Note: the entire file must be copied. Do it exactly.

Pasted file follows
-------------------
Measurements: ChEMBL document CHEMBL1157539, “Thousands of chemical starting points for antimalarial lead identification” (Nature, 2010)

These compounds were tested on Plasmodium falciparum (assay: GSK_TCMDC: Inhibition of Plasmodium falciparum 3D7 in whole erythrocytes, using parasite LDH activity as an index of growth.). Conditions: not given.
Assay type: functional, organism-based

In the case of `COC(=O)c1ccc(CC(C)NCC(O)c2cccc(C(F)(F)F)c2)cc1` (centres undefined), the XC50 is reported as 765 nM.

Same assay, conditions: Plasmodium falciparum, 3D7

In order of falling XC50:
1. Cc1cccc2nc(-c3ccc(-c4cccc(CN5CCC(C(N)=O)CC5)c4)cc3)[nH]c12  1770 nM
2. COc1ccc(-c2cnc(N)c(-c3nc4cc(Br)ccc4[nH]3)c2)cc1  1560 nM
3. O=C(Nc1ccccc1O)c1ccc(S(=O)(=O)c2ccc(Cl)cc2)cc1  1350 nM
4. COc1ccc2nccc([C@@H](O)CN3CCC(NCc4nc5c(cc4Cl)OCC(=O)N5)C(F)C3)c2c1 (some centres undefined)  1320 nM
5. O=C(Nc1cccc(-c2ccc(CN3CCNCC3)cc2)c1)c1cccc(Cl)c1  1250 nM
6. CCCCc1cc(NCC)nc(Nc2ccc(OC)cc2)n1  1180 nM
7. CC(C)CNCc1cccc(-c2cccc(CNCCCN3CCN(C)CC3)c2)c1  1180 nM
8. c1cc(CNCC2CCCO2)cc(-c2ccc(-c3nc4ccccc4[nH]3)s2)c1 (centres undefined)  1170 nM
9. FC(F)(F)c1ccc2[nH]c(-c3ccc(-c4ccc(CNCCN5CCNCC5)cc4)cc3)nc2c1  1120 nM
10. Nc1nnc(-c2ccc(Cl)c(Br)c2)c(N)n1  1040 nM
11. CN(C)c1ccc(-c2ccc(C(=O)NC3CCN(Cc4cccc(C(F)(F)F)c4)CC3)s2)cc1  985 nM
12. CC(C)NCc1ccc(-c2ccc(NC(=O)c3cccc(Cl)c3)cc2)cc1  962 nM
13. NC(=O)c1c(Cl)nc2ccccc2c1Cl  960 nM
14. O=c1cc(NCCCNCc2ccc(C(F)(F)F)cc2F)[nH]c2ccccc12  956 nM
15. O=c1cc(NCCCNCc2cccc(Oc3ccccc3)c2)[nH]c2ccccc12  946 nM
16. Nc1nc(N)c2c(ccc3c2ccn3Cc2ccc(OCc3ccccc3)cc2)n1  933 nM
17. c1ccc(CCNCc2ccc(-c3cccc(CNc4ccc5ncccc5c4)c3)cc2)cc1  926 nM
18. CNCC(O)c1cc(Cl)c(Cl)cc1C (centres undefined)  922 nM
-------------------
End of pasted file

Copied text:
Measurements: ChEMBL document CHEMBL1157539, “Thousands of chemical starting points for antimalarial lead identification” (Nature, 2010)

These compounds were tested on Plasmodium falciparum (assay: GSK_TCMDC: Inhibition of Plasmodium falciparum 3D7 in whole erythrocytes, using parasite LDH activity as an index of growth.). Conditions: not given.
Assay type: functional, organism-based

In the case of `COC(=O)c1ccc(CC(C)NCC(O)c2cccc(C(F)(F)F)c2)cc1` (centres undefined), the XC50 is reported as 765 nM.

Same assay, conditions: Plasmodium falciparum, 3D7

In order of falling XC50:
1. Cc1cccc2nc(-c3ccc(-c4cccc(CN5CCC(C(N)=O)CC5)c4)cc3)[nH]c12  1770 nM
2. COc1ccc(-c2cnc(N)c(-c3nc4cc(Br)ccc4[nH]3)c2)cc1  1560 nM
3. O=C(Nc1ccccc1O)c1ccc(S(=O)(=O)c2ccc(Cl)cc2)cc1  1350 nM
4. COc1ccc2nccc([C@@H](O)CN3CCC(NCc4nc5c(cc4Cl)OCC(=O)N5)C(F)C3)c2c1 (some centres undefined)  1320 nM
5. O=C(Nc1cccc(-c2ccc(CN3CCNCC3)cc2)c1)c1cccc(Cl)c1  1250 nM
6. CCCCc1cc(NCC)nc(Nc2ccc(OC)cc2)n1  1180 nM
7. CC(C)CNCc1cccc(-c2cccc(CNCCCN3CCN(C)CC3)c2)c1  1180 nM
8. c1cc(CNCC2CCCO2)cc(-c2ccc(-c3nc4ccccc4[nH]3)s2)c1 (centres undefined)  1170 nM
9. FC(F)(F)c1ccc2[nH]c(-c3ccc(-c4ccc(CNCCN5CCNCC5)cc4)cc3)nc2c1  1120 nM
10. Nc1nnc(-c2ccc(Cl)c(Br)c2)c(N)n1  1040 nM
11. CN(C)c1ccc(-c2ccc(C(=O)NC3CCN(Cc4cccc(C(F)(F)F)c4)CC3)s2)cc1  985 nM
12. CC(C)NCc1ccc(-c2ccc(NC(=O)c3cccc(Cl)c3)cc2)cc1  962 nM
13. NC(=O)c1c(Cl)nc2ccccc2c1Cl  960 nM
14. O=c1cc(NCCCNCc2ccc(C(F)(F)F)cc2F)[nH]c2ccccc12  956 nM
15. O=c1cc(NCCCNCc2cccc(Oc3ccccc3)c2)[nH]c2ccccc12  946 nM
16. Nc1nc(N)c2c(ccc3c2ccn3Cc2ccc(OCc3ccccc3)cc2)n1  933 nM
17. c1ccc(CCNCc2ccc(-c3cccc(CNc4ccc5ncccc5c4)c3)cc2)cc1  926 nM
18. CNCC(O)c1cc(Cl)c(Cl)cc1C (centres undefined)  922 nM